[order] Galliformes | [family] Phasianidae | [latin] Meleagris gallopavo | [UK] Wild Turkey | [FR] Dindon sauvage | [DE] Truthuhn | [ES] Guajolote Gallipavo | [IT] Tacchino comune | [NL] Kalkoen

Kalkoen determination

copyright: J. del Hoyo

Its large body is a dark brownish-gray with iridescent black and green barring. Its small, unfeathered head and thin neck appear disproportional to its large body. The flesh on the male's head is blue and red.
Wild Turkeys are most commonly found in flocks and are often seen walking across open fields. They typically get around by walking although they can fly and often roost overnight in tall trees. During his courtship display, the male puffs up his body and fans his tail.

Forest patches with oak and Ponderosa pine produce food and cover for adults. Nearby grasslands provide an open area where the young can forage for insects. In this arrangement, the young stay hidden while the adults watch for predators.

This species doesn't belong to the European fauna. It has been introduced from North America with some success in many parts of the World, e.g. in the Czech Republic where a small population was introduced in 1927, and amounted to 530 individuals in 1988. This population is surviving only with some artificial supply of food in winter. Other introductions in France, Germany and the British Isles failed

A large proportion of the Wild Turkey's diet consists of corns, seeds, leaves, grains, and berries. Insects and other invertebrates make up the remainder of their diet. Young birds primarily eat insects for the first few weeks of life, and then shift to a diet similar to that of the adults.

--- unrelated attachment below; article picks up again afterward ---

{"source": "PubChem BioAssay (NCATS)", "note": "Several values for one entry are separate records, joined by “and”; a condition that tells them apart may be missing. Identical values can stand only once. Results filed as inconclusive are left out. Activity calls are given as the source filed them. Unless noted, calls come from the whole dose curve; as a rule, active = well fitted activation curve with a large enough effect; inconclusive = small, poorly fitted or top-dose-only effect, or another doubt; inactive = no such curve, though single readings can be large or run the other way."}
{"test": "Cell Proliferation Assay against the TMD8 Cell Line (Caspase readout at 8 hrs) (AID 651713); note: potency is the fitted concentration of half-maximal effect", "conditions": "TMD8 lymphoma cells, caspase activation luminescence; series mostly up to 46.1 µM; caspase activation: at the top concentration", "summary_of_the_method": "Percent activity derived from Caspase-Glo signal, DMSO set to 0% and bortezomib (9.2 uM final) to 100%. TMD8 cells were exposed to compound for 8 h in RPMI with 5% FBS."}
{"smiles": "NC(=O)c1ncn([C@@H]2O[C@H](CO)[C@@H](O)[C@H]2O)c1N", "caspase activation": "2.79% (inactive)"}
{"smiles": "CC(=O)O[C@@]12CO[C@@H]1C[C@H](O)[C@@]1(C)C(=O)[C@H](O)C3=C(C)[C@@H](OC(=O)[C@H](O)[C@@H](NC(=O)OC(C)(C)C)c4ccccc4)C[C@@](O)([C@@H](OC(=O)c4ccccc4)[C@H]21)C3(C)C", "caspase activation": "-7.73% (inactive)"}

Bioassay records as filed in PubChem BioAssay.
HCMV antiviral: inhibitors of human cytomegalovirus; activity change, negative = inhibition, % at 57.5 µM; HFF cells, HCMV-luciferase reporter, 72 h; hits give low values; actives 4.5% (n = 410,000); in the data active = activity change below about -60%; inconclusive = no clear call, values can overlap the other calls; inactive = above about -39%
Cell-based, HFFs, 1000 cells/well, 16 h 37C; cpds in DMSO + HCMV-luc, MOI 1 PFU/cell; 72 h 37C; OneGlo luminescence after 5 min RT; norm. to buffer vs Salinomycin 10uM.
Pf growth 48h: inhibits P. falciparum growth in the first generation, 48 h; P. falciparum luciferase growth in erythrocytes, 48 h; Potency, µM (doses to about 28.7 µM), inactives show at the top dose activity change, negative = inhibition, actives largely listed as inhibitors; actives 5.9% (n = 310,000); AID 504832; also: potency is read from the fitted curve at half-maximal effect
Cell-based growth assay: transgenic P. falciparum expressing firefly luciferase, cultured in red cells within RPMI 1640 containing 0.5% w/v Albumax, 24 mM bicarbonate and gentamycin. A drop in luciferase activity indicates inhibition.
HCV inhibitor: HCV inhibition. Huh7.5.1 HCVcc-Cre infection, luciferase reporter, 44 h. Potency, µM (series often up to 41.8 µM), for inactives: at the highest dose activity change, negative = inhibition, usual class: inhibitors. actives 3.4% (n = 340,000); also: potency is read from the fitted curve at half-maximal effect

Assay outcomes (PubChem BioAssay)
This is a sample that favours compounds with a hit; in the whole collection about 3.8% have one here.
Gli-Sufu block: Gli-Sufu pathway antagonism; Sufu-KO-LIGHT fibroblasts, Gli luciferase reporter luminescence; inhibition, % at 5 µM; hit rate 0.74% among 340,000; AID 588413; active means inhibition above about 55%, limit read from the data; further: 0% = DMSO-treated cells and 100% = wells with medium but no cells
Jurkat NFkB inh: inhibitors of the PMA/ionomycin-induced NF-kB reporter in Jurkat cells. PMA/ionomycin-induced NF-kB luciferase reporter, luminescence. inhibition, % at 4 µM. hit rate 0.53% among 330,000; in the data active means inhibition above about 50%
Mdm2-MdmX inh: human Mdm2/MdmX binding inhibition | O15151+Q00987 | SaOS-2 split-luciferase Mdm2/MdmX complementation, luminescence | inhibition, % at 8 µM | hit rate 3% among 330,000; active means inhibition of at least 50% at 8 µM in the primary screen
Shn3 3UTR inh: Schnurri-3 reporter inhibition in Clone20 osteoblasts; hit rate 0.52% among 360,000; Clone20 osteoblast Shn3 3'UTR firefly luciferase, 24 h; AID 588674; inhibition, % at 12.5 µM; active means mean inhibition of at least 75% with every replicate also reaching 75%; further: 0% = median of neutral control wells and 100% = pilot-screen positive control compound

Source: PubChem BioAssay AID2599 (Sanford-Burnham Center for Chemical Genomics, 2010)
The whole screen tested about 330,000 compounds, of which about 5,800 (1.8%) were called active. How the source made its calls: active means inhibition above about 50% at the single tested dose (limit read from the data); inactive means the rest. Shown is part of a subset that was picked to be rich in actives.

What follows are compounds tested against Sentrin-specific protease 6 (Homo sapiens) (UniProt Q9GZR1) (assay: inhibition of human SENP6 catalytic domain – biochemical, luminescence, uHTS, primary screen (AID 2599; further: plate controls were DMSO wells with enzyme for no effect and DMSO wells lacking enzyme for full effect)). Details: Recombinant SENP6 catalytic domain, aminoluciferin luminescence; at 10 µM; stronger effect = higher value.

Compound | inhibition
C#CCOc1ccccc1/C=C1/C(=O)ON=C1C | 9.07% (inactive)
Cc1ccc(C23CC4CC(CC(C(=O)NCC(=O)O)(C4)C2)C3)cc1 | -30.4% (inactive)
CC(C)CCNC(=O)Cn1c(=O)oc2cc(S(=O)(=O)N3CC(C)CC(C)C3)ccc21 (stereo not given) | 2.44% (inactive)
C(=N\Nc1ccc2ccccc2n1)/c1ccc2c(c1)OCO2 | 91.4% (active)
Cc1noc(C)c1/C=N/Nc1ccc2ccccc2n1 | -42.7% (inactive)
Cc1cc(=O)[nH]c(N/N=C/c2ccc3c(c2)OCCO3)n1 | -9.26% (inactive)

This species has a large range, with an estimated global Extent of Occurrence of 4,000,000 kmē. It has a large global population estimated to be 1,300,000 individuals (Rich et al. 2003). Global population trends have not been quantified, but the species is not believed to approach the thresholds for the population decline criterion of the IUCN Red List (i.e. declining more than 30% in ten years or three generations). For these reasons, the species is evaluated as Least Concern. [conservation status from birdlife.org]

In the spring, the male attracts females by gobbling, puffing his feathers, spreading his tail, swelling his face wattles, and drooping his wings. Using this display, one male attracts several females. The female builds a shallow nest at the base of a tree or other dense vegetation, lining it with a small amount of grass or leaves. She lays 10-15 eggs and incubates them on her own. The young leave the nest shortly after hatching and feed themselves, although the female still tends them and broods them at night.

A North American species, formerly widely distributed east of Rocky Mountains, from Mexico to south Canada (Ontario), but range now much reduced and fragmented due to woodland-felling and over-hunting. Domesticated in Mexico and south-west USA, and imported to Europe from 16th century onwards. Various attempts made in last 100 years to naturalize in Britain, West Germany, Austria, Czechoslovakia, and Latvia (Fitter 1959; Glutz et al. 1973). Flourished lower Austria from 1880 to 1940s, though soon declined when protection and artificial feeding ceased in Second World War (last record 1947). All other introduction attempts failed within much shorter periods. No feral population exists in Europe at present time, though experiments continue in West Germany.